By training, he was an engineer, and the Almanac of American Politics wrote that Mr. Miller approached politics with the “precise and orderly manner” that one might expect from someone of his profession.
Mr. Miller did not cultivate publicity, preferring instead to focus on legislation more than on the Washington talk-show circuit. He was known for his near-perfect attendance on votes no matter how minute.
In 1990, the Capitol Hill publication Roll Call named Mr. Miller the “most obscure” member of Congress. It was intended as a compliment, considering that grandstanders never would have received such an honor.
A fiscal conservative, Mr. Miller served on the House Appropriations Committee. The numerous bills he introduced, often unsuccessfully, aimed to cut spending measures — if not by the 5 percent figure in his nickname, then at least by 2 percent. In 1977, he succeeded in persuading House colleagues to cut foreign aid by 5 percent.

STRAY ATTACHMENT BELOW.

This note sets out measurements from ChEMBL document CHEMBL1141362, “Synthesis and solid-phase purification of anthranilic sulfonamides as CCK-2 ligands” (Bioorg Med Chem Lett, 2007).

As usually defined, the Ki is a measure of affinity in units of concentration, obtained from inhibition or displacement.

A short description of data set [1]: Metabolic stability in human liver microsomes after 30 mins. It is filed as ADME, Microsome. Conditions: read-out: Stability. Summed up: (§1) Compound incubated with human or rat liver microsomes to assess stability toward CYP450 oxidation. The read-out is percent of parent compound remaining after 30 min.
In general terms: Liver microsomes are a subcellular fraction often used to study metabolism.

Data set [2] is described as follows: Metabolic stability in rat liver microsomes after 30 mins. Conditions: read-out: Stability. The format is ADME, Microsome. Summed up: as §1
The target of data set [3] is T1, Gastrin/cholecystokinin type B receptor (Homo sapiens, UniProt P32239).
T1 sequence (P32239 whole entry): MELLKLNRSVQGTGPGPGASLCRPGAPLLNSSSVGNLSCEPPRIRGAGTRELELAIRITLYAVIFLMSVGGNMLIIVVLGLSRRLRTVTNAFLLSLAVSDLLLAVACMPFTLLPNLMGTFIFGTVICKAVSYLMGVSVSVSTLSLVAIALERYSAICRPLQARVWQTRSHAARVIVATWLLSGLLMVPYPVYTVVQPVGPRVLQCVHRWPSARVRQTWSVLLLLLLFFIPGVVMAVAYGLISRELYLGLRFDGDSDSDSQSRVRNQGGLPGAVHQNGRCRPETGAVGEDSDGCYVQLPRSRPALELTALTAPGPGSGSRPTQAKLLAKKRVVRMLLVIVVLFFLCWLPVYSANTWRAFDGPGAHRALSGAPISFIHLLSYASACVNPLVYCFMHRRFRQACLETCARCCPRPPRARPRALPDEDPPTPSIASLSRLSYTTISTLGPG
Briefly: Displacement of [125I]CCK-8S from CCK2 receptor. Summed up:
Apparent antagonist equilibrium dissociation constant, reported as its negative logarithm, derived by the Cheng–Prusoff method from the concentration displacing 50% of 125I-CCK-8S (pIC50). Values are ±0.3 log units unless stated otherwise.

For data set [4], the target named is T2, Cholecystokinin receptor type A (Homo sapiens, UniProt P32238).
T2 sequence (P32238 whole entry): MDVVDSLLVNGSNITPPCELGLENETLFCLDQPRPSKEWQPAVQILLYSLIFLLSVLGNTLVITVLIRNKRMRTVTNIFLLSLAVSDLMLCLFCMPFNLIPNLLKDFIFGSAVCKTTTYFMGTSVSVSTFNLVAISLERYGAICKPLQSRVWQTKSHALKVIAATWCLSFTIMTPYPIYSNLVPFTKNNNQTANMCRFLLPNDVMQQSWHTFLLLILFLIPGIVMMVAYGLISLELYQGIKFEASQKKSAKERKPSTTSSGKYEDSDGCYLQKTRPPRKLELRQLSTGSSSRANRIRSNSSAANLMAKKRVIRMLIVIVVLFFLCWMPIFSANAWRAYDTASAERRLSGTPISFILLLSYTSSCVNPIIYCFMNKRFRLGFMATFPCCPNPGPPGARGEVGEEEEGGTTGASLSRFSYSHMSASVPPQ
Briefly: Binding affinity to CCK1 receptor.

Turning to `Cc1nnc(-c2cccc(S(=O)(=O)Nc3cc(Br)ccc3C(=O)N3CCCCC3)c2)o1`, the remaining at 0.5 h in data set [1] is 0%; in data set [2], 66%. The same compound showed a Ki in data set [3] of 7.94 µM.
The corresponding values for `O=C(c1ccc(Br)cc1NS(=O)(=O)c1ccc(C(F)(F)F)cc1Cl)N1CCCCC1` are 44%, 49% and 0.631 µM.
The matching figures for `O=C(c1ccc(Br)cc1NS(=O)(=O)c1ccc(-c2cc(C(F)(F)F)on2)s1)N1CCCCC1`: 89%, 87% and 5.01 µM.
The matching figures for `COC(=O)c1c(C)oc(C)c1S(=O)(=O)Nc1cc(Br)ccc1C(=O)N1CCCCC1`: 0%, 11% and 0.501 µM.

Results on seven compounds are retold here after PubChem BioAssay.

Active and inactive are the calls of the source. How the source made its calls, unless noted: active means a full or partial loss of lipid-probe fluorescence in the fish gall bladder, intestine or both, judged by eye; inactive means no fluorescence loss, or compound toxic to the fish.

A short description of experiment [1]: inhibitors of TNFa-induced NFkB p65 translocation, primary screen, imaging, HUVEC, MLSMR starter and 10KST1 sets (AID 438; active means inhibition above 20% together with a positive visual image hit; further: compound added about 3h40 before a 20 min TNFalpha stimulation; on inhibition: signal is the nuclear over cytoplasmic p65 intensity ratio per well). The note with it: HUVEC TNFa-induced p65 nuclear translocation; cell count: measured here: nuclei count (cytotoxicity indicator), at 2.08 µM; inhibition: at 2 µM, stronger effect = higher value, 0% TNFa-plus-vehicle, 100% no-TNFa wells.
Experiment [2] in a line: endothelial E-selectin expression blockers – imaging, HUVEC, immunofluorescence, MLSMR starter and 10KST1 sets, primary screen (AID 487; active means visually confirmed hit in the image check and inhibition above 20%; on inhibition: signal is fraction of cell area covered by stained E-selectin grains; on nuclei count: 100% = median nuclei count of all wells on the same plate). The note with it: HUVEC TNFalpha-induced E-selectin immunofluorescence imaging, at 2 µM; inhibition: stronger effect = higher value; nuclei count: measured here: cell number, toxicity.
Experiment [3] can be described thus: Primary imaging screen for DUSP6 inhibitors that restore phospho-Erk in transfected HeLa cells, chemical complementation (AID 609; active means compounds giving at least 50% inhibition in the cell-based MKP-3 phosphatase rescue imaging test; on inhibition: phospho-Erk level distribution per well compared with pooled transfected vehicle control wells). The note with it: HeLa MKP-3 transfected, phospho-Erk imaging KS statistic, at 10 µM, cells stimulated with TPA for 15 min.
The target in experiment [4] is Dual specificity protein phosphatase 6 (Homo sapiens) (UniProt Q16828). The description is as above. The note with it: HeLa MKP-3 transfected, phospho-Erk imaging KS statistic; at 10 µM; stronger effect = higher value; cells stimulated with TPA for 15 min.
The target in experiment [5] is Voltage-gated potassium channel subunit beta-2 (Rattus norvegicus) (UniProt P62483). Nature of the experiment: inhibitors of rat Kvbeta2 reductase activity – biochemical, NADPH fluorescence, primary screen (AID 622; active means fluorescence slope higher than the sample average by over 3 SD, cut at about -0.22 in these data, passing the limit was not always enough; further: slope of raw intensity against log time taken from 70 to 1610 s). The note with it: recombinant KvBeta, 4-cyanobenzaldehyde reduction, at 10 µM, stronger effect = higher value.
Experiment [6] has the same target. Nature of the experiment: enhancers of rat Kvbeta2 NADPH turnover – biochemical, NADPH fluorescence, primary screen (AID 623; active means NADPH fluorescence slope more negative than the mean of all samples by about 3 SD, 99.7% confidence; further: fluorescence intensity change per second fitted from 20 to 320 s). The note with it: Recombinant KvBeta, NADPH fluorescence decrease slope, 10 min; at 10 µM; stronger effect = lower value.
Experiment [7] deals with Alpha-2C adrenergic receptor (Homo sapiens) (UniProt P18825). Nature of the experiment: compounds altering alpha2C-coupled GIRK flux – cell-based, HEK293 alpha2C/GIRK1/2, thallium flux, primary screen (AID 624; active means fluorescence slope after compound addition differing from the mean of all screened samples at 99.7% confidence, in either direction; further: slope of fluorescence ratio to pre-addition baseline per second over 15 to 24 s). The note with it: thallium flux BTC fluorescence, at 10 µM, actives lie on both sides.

Mr. Miller lost his bid for reelection in the 1992 primary after redistricting.
Clarence Ellsworth Miller Jr. was born Nov. 1, 1917, in Lancaster, one of six children and the son of an electrician.
After graduating from high school, he enrolled in correspondence school and became a certified electrical engineer. He worked for Columbia Gas and held several patents related to the pumping of gas, his family said.
Helen Brown, his wife of 51 years, died in 1987. His second marriage, to Linda Roderick, ended in divorce.
Survivors include two children from his first marriage, Ronald K. Miller of Lancaster and Jacqueline M. Williams of Cincinnati; five grandchildren; and nine great-grandchildren.
During the Persian Gulf War, Mr. Miller was reportedly the only member of Congress who had a grandson fighting in that conflict.